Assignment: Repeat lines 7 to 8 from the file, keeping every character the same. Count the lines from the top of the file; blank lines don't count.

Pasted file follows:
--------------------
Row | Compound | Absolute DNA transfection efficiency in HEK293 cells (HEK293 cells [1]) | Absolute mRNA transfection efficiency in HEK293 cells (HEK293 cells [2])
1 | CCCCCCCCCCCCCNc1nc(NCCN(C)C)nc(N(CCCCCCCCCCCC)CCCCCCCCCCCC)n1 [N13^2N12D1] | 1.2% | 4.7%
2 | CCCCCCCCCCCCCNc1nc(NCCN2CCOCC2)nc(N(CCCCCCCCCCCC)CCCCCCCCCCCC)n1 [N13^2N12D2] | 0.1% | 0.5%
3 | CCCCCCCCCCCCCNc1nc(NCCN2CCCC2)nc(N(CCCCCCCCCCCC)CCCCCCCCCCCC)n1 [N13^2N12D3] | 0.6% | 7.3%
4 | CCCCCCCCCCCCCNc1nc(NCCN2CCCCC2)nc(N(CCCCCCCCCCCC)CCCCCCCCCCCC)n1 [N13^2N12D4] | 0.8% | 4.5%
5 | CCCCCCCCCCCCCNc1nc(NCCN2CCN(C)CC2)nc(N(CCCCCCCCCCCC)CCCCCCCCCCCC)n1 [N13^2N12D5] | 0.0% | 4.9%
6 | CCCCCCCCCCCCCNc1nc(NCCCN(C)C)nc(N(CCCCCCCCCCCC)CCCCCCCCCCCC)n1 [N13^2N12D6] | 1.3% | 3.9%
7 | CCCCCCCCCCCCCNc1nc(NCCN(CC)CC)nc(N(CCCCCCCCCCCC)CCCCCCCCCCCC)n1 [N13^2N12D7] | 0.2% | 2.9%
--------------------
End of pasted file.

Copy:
6 | CCCCCCCCCCCCCNc1nc(NCCCN(C)C)nc(N(CCCCCCCCCCCC)CCCCCCCCCCCC)n1 [N13^2N12D6] | 1.3% | 3.9%
7 | CCCCCCCCCCCCCNc1nc(NCCN(CC)CC)nc(N(CCCCCCCCCCCC)CCCCCCCCCCCC)n1 [N13^2N12D7] | 0.2% | 2.9%